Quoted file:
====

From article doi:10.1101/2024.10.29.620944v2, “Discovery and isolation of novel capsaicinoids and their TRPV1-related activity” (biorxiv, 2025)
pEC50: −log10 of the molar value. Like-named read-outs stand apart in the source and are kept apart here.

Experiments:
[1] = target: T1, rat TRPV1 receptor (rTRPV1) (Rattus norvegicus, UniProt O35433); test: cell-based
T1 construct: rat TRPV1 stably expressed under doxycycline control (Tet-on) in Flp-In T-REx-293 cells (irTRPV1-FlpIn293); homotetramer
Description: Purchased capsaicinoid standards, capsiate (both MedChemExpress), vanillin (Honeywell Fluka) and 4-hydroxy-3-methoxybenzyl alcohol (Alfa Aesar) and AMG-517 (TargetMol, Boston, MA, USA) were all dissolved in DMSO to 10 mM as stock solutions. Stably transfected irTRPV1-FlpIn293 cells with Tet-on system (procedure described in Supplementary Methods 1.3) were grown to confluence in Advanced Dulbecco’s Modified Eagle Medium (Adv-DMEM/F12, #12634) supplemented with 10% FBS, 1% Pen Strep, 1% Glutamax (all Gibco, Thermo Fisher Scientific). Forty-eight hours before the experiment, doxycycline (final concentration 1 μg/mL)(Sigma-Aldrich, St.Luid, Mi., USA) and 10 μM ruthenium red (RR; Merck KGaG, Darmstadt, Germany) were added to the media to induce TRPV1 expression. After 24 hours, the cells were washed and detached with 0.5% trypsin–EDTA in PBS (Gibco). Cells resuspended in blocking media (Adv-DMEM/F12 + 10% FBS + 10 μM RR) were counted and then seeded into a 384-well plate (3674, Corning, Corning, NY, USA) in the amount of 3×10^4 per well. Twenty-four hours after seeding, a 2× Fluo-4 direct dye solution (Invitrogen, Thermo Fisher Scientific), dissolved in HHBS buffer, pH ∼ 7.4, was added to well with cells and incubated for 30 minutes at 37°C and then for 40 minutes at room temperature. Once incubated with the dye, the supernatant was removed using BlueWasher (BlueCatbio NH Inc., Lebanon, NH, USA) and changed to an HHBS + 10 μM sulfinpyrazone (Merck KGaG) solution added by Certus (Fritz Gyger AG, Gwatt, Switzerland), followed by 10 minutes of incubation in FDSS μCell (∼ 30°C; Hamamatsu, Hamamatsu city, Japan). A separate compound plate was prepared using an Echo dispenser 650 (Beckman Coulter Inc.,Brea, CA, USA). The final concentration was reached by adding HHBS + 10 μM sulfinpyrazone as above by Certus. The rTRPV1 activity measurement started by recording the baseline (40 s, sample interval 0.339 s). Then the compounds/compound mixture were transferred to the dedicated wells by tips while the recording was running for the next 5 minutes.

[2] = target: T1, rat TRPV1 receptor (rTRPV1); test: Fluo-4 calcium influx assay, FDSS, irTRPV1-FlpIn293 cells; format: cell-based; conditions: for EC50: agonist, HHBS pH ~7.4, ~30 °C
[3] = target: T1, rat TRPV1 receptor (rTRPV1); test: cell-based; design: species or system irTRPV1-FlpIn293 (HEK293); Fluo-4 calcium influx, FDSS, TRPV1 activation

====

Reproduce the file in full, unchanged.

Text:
From article doi:10.1101/2024.10.29.620944v2, “Discovery and isolation of novel capsaicinoids and their TRPV1-related activity” (biorxiv, 2025)
pEC50: −log10 of the molar value. Like-named read-outs stand apart in the source and are kept apart here.

Experiments:
[1] = target: T1, rat TRPV1 receptor (rTRPV1) (Rattus norvegicus, UniProt O35433); test: cell-based
T1 construct: rat TRPV1 stably expressed under doxycycline control (Tet-on) in Flp-In T-REx-293 cells (irTRPV1-FlpIn293); homotetramer
Description: Purchased capsaicinoid standards, capsiate (both MedChemExpress), vanillin (Honeywell Fluka) and 4-hydroxy-3-methoxybenzyl alcohol (Alfa Aesar) and AMG-517 (TargetMol, Boston, MA, USA) were all dissolved in DMSO to 10 mM as stock solutions. Stably transfected irTRPV1-FlpIn293 cells with Tet-on system (procedure described in Supplementary Methods 1.3) were grown to confluence in Advanced Dulbecco’s Modified Eagle Medium (Adv-DMEM/F12, #12634) supplemented with 10% FBS, 1% Pen Strep, 1% Glutamax (all Gibco, Thermo Fisher Scientific). Forty-eight hours before the experiment, doxycycline (final concentration 1 μg/mL)(Sigma-Aldrich, St.Luid, Mi., USA) and 10 μM ruthenium red (RR; Merck KGaG, Darmstadt, Germany) were added to the media to induce TRPV1 expression. After 24 hours, the cells were washed and detached with 0.5% trypsin–EDTA in PBS (Gibco). Cells resuspended in blocking media (Adv-DMEM/F12 + 10% FBS + 10 μM RR) were counted and then seeded into a 384-well plate (3674, Corning, Corning, NY, USA) in the amount of 3×10^4 per well. Twenty-four hours after seeding, a 2× Fluo-4 direct dye solution (Invitrogen, Thermo Fisher Scientific), dissolved in HHBS buffer, pH ∼ 7.4, was added to well with cells and incubated for 30 minutes at 37°C and then for 40 minutes at room temperature. Once incubated with the dye, the supernatant was removed using BlueWasher (BlueCatbio NH Inc., Lebanon, NH, USA) and changed to an HHBS + 10 μM sulfinpyrazone (Merck KGaG) solution added by Certus (Fritz Gyger AG, Gwatt, Switzerland), followed by 10 minutes of incubation in FDSS μCell (∼ 30°C; Hamamatsu, Hamamatsu city, Japan). A separate compound plate was prepared using an Echo dispenser 650 (Beckman Coulter Inc.,Brea, CA, USA). The final concentration was reached by adding HHBS + 10 μM sulfinpyrazone as above by Certus. The rTRPV1 activity measurement started by recording the baseline (40 s, sample interval 0.339 s). Then the compounds/compound mixture were transferred to the dedicated wells by tips while the recording was running for the next 5 minutes.

[2] = target: T1, rat TRPV1 receptor (rTRPV1); test: Fluo-4 calcium influx assay, FDSS, irTRPV1-FlpIn293 cells; format: cell-based; conditions: for EC50: agonist, HHBS pH ~7.4, ~30 °C
[3] = target: T1, rat TRPV1 receptor (rTRPV1); test: cell-based; design: species or system irTRPV1-FlpIn293 (HEK293); Fluo-4 calcium influx, FDSS, TRPV1 activation